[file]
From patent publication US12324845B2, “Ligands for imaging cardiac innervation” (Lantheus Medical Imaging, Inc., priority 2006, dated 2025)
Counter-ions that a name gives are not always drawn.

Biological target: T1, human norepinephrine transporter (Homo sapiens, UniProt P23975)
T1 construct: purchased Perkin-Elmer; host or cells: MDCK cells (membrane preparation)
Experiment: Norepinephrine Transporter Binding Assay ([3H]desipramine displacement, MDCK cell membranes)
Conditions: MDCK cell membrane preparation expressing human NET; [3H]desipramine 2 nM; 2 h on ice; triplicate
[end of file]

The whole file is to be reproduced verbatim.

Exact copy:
From patent publication US12324845B2, “Ligands for imaging cardiac innervation” (Lantheus Medical Imaging, Inc., priority 2006, dated 2025)
Counter-ions that a name gives are not always drawn.

Biological target: T1, human norepinephrine transporter (Homo sapiens, UniProt P23975)
T1 construct: purchased Perkin-Elmer; host or cells: MDCK cells (membrane preparation)
Experiment: Norepinephrine Transporter Binding Assay ([3H]desipramine displacement, MDCK cell membranes)
Conditions: MDCK cell membrane preparation expressing human NET; [3H]desipramine 2 nM; 2 h on ice; triplicate